MS Canada commissioned Deloitte Access Economics to provide an up-to-date estimate of the socioeconomic cost of MS in Canada in a typical year before the pandemic (2019) and estimate the health-related economic impact of COVID-19 on the MS community in Canada between 2020 and 2024.
Canada has one of the highest rates of MS in the world. It is the most common neurological disease among young adults in Canada, imposing a considerable cost on the health system and Canadian society more broadly. The COVID-19 pandemic significantly disrupted the delivery of health care to Canadians, including the 90,000 people living with MS.
It was estimated that MS costed more than $3.4 billion in Canada in 2019. This comprises direct expenditure on the health system (38% of total), productivity losses (39%), and a range of other financial costs (23%). This is equivalent to a cost of over $42,880 per case of MS. Pharmaceuticals were responsible for most of the cost to the health system, with an estimated $1.1 billion (or 87% of health system costs) in expenditure in 2019.
This study estimated that changes in the provision of health services between 2020 and 2022 reduced MS-related health expenditure by $566 million. This represents a 13% reduction compared to the expenditure that would have been expected in these years had COVID-related disruptions not occurred. It was found that the reduction in health system costs was likely to persist until mid-2023 due to the time required for the health system to recalibrate from the impacts of the pandemic.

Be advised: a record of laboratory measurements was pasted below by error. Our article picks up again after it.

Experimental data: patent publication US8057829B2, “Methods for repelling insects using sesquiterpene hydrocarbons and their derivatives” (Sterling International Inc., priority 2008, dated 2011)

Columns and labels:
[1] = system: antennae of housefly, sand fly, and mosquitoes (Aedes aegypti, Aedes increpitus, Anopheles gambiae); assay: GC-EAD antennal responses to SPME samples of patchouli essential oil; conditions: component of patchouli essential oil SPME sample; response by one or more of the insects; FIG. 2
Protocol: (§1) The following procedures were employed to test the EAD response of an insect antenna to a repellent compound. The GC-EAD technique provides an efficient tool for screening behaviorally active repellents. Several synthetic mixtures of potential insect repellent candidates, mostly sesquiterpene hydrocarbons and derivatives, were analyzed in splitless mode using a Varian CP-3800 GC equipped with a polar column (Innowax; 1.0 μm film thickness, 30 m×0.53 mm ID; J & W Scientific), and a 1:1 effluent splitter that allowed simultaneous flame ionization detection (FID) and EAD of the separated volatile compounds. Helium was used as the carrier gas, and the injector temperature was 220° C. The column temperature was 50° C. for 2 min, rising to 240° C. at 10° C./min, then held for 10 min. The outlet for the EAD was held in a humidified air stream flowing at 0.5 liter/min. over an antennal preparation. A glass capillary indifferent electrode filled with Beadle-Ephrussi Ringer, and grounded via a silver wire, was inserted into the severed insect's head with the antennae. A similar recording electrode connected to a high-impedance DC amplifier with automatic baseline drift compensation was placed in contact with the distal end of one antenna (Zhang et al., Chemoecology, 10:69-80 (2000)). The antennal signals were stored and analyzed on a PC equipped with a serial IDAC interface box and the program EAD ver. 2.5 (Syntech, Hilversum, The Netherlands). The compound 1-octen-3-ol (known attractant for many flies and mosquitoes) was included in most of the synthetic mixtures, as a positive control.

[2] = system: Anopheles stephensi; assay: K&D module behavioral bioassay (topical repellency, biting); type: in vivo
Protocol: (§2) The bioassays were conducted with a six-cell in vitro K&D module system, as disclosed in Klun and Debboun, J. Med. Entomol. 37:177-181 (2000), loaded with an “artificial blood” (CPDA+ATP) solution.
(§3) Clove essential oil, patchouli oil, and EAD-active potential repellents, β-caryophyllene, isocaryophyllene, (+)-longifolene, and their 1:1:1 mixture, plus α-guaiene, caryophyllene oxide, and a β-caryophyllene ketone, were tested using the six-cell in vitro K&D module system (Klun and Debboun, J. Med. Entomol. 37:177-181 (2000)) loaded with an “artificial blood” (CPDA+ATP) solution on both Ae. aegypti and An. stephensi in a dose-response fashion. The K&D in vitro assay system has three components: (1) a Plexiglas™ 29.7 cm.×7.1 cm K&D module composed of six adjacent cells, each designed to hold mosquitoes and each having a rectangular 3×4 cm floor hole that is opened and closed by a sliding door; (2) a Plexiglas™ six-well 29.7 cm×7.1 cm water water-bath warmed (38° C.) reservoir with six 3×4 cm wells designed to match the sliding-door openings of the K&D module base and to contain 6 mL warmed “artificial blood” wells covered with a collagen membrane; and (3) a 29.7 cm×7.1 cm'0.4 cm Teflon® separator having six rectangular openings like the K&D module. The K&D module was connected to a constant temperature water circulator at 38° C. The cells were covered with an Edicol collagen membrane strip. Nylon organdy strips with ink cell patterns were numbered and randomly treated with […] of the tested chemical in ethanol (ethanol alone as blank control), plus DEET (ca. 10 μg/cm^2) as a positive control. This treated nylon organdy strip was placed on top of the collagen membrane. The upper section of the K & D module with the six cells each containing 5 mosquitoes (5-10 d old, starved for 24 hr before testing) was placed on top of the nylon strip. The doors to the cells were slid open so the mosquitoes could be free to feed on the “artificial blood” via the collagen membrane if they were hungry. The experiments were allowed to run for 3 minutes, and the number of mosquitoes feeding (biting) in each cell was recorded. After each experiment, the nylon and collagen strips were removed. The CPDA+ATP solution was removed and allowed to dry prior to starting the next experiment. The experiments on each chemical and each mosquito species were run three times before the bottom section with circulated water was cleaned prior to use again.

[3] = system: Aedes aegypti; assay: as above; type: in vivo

Beyond this point, health system costs related to MS are estimated to rise to $1.47 billion in 2024, representing an incremental cost of $72.8 million compared to the base case of an unaffected year. Projections also indicate that this effect is likely to extend beyond the timeframe modelled in this study due to the lasting effects of the backlog in health services.
Findings presented here are expected to provide a framework to understand and assess the potential consequences of the pandemic on people with MS. Informed predictions on these potential consequences may guide swift and timely policy decisions related to MS health care services to mitigate “snowballing” of negative outcomes.